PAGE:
One of the darker pieces on ‘Animals’, ‘Dogs’ will certainly be contentious among outspoken Floyd heads. Its opening provides this album with something that closely resembles the original cut, with guitar hero Vinnie Moore recreating David Gilmour’s acoustic work almost perfectly whilst Dream Theater man Jordan Rudess underscores the main melody with a very 70s synth sound. The lead vocal is left in the hands of Graham Bonnet, a bona fide rock legend who has no real link with prog. That’ll be enough for some people to feel he has no place here. They’re wrong. Bonnet is a versatile performer, and his voice suits the track’s bombast very well. He’s able to recognise that the bitter lyric can be reinterpreted in different ways and know that this would be a welcome opportunity to deliver it in more of his own style without losing too much of the overall feel. His voice is huge, but at first, it features none of the metallic edge that has driven his work with Alcatrazz in the past. Instead, the early verses adopt a booming and theatrical presence, which he offers with a natural confidence. Throughout the bulk of the track, he dominates with a recognisable style and although it feels strange to hear those familiar lyrics from the voice of Rainbow, it turns out great, especially during the brief funky interlude just before everyone gets “dragged down by the stone”. Also great is Vinnie Moore’s guitar work, since he’s dared to inject a slightly heavier sound into Gilmour’s floaty style in a few places, but also retained all of the melody during the harmonious section at around the four minute mark, presenting the best of both worlds. The later solo coming in at around six minutes takes Gilmour’s melodies into a heavy blues sphere, but again, show off a player who is capable of a broad scope. Jordan’s keyboard work is less fortunate; after turning his hand to the intro in the most perfect way, his further interpretations of Rick Wright’s musical flair waver between heavy handed and ugly. The huge ambient section in the middle of the track is especially bad, with Rudess chucking out widdly noises more akin to Vangelis circa ‘Spiral’, almost drowning out all of Kasim Sulton’s bass work in the process. ‘Dogs’ has its good points – and hearing Bonnet cut loose on the really angry closing section is a marvel in itself (regardless of whether you think his take on it is good or bad) – but Rudess misjudges his role at almost every turn after the first minute. Still, there’s been enough interest along the way to entertain, and between Bonnet working slightly outside of his comfort zone, Moore taking in a broad spectrum of guitar sounds with ease, and King Crimson’s Pat Mastelotto holding everything together, it’s definitely worth hearing.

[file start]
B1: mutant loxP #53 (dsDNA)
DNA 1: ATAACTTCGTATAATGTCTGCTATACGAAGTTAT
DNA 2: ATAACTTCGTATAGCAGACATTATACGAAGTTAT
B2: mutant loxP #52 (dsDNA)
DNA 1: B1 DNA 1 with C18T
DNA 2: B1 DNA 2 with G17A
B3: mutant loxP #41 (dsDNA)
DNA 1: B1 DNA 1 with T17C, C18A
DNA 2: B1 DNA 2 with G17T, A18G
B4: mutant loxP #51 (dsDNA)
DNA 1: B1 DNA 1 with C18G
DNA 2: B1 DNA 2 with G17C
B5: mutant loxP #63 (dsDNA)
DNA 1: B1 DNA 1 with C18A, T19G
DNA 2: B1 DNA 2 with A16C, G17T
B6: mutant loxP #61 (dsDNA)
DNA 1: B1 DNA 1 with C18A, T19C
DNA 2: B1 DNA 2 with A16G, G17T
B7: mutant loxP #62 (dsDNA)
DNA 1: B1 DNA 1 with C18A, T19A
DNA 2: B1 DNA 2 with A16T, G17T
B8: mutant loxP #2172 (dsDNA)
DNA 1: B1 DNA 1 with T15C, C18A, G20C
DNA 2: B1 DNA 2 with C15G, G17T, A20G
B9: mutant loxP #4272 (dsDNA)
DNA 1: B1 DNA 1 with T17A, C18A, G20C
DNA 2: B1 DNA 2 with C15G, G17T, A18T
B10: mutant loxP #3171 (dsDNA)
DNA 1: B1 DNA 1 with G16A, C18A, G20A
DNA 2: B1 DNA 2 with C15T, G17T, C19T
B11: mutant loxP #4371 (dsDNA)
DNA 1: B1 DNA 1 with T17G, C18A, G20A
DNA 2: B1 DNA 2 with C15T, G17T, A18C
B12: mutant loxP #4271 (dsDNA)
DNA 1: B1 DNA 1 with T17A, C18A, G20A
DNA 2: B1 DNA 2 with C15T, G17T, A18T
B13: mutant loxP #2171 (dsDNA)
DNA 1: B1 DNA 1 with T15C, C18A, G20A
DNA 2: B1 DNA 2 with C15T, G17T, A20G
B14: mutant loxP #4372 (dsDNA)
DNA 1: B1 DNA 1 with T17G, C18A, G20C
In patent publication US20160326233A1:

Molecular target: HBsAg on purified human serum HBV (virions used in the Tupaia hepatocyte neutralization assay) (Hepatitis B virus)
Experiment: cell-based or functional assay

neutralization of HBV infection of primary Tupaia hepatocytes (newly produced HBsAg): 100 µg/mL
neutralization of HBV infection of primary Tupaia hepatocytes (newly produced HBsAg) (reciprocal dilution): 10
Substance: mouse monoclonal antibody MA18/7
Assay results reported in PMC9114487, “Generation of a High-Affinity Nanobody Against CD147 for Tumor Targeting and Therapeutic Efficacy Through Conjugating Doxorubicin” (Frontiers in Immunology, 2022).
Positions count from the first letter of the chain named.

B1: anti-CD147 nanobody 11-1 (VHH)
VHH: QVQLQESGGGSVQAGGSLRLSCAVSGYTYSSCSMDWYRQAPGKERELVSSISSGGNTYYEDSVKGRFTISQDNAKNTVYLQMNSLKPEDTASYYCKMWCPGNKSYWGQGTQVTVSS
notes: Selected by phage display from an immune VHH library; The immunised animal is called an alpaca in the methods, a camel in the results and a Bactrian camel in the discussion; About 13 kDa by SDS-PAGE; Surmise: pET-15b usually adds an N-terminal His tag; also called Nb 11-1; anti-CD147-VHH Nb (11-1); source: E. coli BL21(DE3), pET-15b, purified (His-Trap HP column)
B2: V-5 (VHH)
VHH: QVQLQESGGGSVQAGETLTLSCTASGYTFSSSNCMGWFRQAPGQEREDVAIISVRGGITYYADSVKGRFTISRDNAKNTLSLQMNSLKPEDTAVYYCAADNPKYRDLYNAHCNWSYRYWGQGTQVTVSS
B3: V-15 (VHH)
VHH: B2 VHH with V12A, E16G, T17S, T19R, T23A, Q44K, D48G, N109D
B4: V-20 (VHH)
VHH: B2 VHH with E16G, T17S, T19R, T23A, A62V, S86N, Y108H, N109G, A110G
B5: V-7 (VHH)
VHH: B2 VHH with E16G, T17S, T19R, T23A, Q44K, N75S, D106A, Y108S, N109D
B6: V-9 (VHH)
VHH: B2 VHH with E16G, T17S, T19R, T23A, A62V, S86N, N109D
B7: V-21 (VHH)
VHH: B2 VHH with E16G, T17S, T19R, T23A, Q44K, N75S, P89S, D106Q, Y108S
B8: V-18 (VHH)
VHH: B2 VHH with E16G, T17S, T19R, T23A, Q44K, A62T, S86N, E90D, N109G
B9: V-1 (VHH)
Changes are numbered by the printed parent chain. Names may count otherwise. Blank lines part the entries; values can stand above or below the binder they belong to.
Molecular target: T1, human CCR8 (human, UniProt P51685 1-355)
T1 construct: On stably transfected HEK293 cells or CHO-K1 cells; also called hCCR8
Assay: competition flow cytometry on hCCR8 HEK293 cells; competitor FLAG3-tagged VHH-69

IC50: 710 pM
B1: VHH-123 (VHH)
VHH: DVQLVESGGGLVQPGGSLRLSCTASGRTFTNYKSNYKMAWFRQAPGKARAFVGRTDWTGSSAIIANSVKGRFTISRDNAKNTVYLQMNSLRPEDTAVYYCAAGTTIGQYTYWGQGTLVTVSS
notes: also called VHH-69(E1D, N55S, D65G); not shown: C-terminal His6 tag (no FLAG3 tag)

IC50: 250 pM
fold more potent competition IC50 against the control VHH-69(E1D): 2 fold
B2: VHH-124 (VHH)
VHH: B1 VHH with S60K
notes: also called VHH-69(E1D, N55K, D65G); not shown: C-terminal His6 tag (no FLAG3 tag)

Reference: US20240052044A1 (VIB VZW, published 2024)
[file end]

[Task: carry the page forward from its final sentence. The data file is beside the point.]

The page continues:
An unlikely union between jazz fusionist Al Di Meola (guitar), ex-Blue Oyster Cult man Joe Bouchard, drummer Billy Cobham, and ex-Yes keysman Patrick Moraz on ‘Pigs (Three Different Ones)’ is much less fun. As with ‘Dogs’, the intro is so perfect it could pass for a live take of the original, until a slightly rougher rhythm guitar chimes in. The musical backdrop then becomes a little rockier than expected, but certainly no less enjoyable for that. The taut rhythms are handled very well, but in many ways, it’s a shame the tune is so rigid; a jazz drummer with the kind of chops Cobham possesses deserved more of a challenge than he’s handed here. He plays with grace, but you know he could work a Nick Mason drum part in his sleep. Like Rudess, Moraz takes the opportunity to introduce a few different keyboard tones but, unlike Rudess, his experiments – erring on the side of a weird early 80s fusion experiment – are actually rather striking. Most of the other musical highlights supplied by Bouchard bringing some pleasing, fluid basslines, but in the main, the arrangement feels quite safe. It’s sometimes hard to hear its finer points behind the vocal, though, and Dream Theater’s James Labrie absolutely murders the track. Granted, Roger’s angry whine was hardly Paul Rodgers, but Labrie’s painfully loud and boorish approach almost sounds like a comedy performer in full flight, ripping the piss out of old style metal acts. He bellows like a man in agony, spewing each syllable at full volume and with a weird deep twang. It’s genuinely horrible. On the higher notes, he even sounds like someone doing a bad impression of Les Claypool on the Frog Brigade recording of the same song. Jesus, Jim; this is awful. There are at least three dozen people who’d have made a better job. Despite some good music, this is the worst track here by far.